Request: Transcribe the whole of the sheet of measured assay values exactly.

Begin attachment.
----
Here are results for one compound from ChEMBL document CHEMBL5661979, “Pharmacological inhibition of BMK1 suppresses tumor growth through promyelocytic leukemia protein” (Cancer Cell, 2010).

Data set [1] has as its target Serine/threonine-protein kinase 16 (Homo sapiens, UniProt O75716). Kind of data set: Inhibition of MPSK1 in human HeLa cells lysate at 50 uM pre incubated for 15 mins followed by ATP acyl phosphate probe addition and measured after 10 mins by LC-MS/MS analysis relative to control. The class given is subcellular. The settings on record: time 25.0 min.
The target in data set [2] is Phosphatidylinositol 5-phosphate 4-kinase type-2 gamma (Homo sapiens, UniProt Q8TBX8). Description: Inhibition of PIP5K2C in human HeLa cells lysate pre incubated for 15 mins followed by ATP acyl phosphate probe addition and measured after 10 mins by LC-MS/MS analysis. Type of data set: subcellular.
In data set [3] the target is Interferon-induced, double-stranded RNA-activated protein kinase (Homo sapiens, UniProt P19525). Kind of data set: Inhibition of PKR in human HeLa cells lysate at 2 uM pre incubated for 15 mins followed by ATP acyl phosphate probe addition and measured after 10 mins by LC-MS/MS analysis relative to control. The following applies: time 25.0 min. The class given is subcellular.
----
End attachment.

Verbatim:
Here are results for one compound from ChEMBL document CHEMBL5661979, “Pharmacological inhibition of BMK1 suppresses tumor growth through promyelocytic leukemia protein” (Cancer Cell, 2010).

Data set [1] has as its target Serine/threonine-protein kinase 16 (Homo sapiens, UniProt O75716). Kind of data set: Inhibition of MPSK1 in human HeLa cells lysate at 50 uM pre incubated for 15 mins followed by ATP acyl phosphate probe addition and measured after 10 mins by LC-MS/MS analysis relative to control. The class given is subcellular. The settings on record: time 25.0 min.
The target in data set [2] is Phosphatidylinositol 5-phosphate 4-kinase type-2 gamma (Homo sapiens, UniProt Q8TBX8). Description: Inhibition of PIP5K2C in human HeLa cells lysate pre incubated for 15 mins followed by ATP acyl phosphate probe addition and measured after 10 mins by LC-MS/MS analysis. Type of data set: subcellular.
In data set [3] the target is Interferon-induced, double-stranded RNA-activated protein kinase (Homo sapiens, UniProt P19525). Kind of data set: Inhibition of PKR in human HeLa cells lysate at 2 uM pre incubated for 15 mins followed by ATP acyl phosphate probe addition and measured after 10 mins by LC-MS/MS analysis relative to control. The following applies: time 25.0 min. The class given is subcellular.